It’s time to add the cylinders.

This is the top of the front cylinder, with the old head gasket removed.

We know this is the front cylinder because the cam chain tensioner (lower right) is always installed towards the rear, and only the rear cam chain is on the right side. To reduce silly errors, we’ve also marked this cylinder with an ‘F’ (for front), and marked forwards-pointing arrows on both the cylinder and piston top. Because the piston tops are also cast with a ‘EX’ mark near the exhaust, we can also identify the front and rear pistons.

Cylinders, pistons and rings wear together. Returning these parts to their original positions tends to avoid excessive wear and a subsequent increase in oil consumption.

front cyl, top

The old base gasket is still on the bottom of the front cylinder.

The wrist pin is a push-fit in its piston, and remains at the position used to separate the pin from its rod.

front cyl, bottom

We’ve removed the old base gasket and cleaned the cylinder’s crankcase mating surface.

front cyl, bottom

We’ve added a new O-ring around the cylinder skirt.

front cyl, bottom

The new base gaskets are a pleasing turquoise colour.

front cyl, bottom

We’ll lower the front cylinder with its piston onto its studs just far enough to fasten the piston pin onto its rod.

front cyl, on cylinder studs

We’ve pushed the wrist pin through the rod and piston.

The magical wrist pin attractor force eminating from the depths of the crankcase has been blocked by a shop rag.

(We never did find the original piston pin clip that flew off as it was being removed.)

front piston pin

A wrist pin clip.

Yamaha recommends that these clips not be reused. This is a moot point if the original achieves escape velocity during removal.

There are wrist pin clips at both ends of the wrist pin, but it’s only necessary to disturb the clip nearer the cam chain in order to slide the wrist pin out of its rod.

piston pin clip

We had no difficulty installing a new wrist pin clip using a large pair of needle-nose pliers. We covered the seated portion of the wrist clip with a thumb as we compressed and worked each section of clip into the round piston pin hole. After the entire clip was worked into its hole, the clip was shoved against the pin, seating into its groove with an audible click.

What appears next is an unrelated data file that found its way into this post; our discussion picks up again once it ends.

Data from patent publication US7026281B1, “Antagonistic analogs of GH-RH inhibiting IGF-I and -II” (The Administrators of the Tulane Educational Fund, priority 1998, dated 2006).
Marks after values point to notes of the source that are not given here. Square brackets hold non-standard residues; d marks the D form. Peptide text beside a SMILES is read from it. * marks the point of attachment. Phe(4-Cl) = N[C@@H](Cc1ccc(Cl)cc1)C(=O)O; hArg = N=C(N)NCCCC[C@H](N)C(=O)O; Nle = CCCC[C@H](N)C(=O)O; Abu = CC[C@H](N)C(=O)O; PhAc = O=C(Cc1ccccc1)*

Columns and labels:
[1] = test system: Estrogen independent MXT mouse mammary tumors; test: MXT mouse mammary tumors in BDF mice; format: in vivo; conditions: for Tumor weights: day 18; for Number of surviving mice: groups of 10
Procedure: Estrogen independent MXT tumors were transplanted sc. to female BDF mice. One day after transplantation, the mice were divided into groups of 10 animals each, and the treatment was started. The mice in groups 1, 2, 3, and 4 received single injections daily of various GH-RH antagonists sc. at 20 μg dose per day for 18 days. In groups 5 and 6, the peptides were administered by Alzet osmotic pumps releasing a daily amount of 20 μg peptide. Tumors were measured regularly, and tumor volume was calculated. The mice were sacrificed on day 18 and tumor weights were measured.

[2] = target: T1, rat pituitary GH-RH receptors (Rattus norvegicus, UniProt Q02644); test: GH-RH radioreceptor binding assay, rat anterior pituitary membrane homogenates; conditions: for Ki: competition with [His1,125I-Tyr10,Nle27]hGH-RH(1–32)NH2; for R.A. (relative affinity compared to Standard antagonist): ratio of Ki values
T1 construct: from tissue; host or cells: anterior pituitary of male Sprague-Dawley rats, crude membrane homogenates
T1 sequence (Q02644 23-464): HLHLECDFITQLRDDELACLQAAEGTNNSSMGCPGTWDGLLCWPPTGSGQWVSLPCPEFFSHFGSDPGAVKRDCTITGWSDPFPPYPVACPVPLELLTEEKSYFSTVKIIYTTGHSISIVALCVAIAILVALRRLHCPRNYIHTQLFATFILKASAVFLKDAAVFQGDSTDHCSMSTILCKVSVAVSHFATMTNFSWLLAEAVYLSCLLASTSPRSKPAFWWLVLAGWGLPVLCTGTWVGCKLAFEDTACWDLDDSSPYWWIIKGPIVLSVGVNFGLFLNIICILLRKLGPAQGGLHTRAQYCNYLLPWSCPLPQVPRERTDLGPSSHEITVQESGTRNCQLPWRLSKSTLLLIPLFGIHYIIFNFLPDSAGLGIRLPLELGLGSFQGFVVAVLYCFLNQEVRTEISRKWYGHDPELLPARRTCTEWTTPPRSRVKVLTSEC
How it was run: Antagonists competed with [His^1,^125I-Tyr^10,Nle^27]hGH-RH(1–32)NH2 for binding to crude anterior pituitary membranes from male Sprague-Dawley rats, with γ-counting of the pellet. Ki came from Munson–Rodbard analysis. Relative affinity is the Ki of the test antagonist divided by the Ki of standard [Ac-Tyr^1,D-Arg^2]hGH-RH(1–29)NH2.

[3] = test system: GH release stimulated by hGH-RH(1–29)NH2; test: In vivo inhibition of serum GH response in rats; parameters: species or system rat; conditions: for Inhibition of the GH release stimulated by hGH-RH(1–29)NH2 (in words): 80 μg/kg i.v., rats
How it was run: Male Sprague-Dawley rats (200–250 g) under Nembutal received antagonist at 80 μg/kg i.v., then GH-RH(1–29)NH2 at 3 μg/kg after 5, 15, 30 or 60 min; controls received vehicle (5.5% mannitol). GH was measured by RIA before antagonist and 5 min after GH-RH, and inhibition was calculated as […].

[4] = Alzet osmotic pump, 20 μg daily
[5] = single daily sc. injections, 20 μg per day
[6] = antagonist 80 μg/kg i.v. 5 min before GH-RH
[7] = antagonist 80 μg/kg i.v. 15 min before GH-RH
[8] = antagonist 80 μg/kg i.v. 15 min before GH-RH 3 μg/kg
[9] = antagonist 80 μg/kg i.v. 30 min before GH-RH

Some manuals recommend the clip’s ends be positioned away from the removal slot, but our Yamaha manual makes no mention of this.

front piston pin clip, installed

We’ve transferred the gasket onto the crankcase dowels.

One of the two dowels is visible, just to the right of the right cam chain.

front cylinder/crankcase

The cylinder locating dowels are engaged.

front cylinder/crankcase

The front cylinder is seated on the crankcase.

front cylinder/crankcase, seated

Now, we’ll repeat the installation procedure for the rear cylinder.

Here’s the top of the rear cylinder.

We know this is the rear cylinder because we know the adjuster faces rearwards, and the rear cam chain is on the left. Of course, this is the only remaining cylinder. ;-)

rear cylinder, top

We’ll peel and scrape the remainder of the old base gasket from the bottom of the cylinder.

rear cylinder, bottom

A new O-ring is pushed into the groove in the base of the cylinder sleeve (just visible; between thumbs).

rear cylinder, bottom, O-ring

We’ve added a new turquoise cylinder base gasket and black O-ring.

rear cylinder, bottom

We’ll run our scraper around the mating surface one last time, just before putting on the cylinder.

scraping crankcase at rear cyl mating surface

The rear cylinder base has been cleaned.

Both piston rods are visible between the crankshaft counterweights.

crankcase, rear cylinder mating surface

Just for grins, we’ll squirt some oil on the crankcase bearings before we put the rear cylinder on.

Since we’ll also tip the engine onto either side after completely reassembling it and adding oil, this isn’t really necessary.

oiling crankcase bearing

We’ve pushed the wrist pin through the end of the rod, and we’re ready to add a new wrist pin clip to the rear piston.

As we’re about to add the wrist pin clip, we’ve covered the dark and twisty passages of the crankcase with a shop rag.

rear wrist pin, installed

The wrist pin clip was inserted into its slot without difficulty or surprises.

rear wrist pin clip, installed

The rear cylinder has been pushed closer towards the crankcase.

rear cylinder on studs

We’ve transferred the base gasket onto the locating dowels on the crankcase.

rear base gasket on crankcase

The bottom of the cylinder has to be guided past the crankcase opening.

Here, the bottom of the cylinder would hit the front of the crankcase.

cylinder skirt tipped forwards

The bottom of the cylinder has to be guided past the crankcase opening.

Here, the bottom of the cylinder would hit the rear of the crankcase.

cylinder skirt tipped backwards

Both cylinders are seated.

The cam chains are temporarily held up by rubber bands.

We’ll add the three bolts that help secure each cylinder base to the crankcase when we’re ready to torque the heads to the cylinder studs.

This is starting to look more like an engine. :-)

left side crankcase, both cylinders seated